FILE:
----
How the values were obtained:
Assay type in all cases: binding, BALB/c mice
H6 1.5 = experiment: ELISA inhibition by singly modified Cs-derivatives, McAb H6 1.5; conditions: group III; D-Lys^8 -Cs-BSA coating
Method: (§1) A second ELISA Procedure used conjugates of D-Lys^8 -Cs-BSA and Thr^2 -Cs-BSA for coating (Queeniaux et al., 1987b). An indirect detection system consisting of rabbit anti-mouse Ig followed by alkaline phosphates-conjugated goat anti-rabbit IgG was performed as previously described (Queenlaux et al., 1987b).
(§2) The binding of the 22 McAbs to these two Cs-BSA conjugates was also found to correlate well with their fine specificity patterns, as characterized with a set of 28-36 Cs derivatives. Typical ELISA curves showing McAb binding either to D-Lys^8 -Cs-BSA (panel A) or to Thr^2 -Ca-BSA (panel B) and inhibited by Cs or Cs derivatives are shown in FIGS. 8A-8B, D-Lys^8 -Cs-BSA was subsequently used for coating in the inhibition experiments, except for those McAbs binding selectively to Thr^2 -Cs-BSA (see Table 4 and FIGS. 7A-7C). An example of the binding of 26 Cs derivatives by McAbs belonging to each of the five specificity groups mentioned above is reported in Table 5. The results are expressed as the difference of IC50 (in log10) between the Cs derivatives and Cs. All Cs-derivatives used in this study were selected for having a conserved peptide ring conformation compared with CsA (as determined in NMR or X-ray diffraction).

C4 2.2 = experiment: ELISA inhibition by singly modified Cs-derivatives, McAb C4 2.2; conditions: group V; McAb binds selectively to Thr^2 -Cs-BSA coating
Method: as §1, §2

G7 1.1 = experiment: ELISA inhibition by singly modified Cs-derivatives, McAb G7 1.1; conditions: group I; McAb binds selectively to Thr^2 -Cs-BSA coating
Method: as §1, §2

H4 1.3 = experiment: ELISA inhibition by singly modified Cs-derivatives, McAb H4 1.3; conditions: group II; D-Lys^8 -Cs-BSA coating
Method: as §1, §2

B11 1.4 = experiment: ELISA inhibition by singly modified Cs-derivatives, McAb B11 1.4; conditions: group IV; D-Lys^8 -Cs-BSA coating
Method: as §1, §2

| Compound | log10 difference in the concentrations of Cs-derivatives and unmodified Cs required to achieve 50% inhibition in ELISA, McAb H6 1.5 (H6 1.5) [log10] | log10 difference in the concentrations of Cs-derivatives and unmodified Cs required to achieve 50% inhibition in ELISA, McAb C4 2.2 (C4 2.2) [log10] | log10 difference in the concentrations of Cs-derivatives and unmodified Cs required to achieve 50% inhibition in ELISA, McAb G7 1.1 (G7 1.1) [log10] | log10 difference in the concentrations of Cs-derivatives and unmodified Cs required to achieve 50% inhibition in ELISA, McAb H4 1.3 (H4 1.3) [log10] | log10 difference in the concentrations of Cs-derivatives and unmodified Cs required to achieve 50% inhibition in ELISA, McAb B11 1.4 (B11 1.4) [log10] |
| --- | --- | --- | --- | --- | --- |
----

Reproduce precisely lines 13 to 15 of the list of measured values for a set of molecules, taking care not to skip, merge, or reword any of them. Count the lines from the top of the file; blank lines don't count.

Method: as §1, §2

| Compound | log10 difference in the concentrations of Cs-derivatives and unmodified Cs required to achieve 50% inhibition in ELISA, McAb H6 1.5 (H6 1.5) [log10] | log10 difference in the concentrations of Cs-derivatives and unmodified Cs required to achieve 50% inhibition in ELISA, McAb C4 2.2 (C4 2.2) [log10] | log10 difference in the concentrations of Cs-derivatives and unmodified Cs required to achieve 50% inhibition in ELISA, McAb G7 1.1 (G7 1.1) [log10] | log10 difference in the concentrations of Cs-derivatives and unmodified Cs required to achieve 50% inhibition in ELISA, McAb H4 1.3 (H4 1.3) [log10] | log10 difference in the concentrations of Cs-derivatives and unmodified Cs required to achieve 50% inhibition in ELISA, McAb B11 1.4 (B11 1.4) [log10] |
| --- | --- | --- | --- | --- | --- |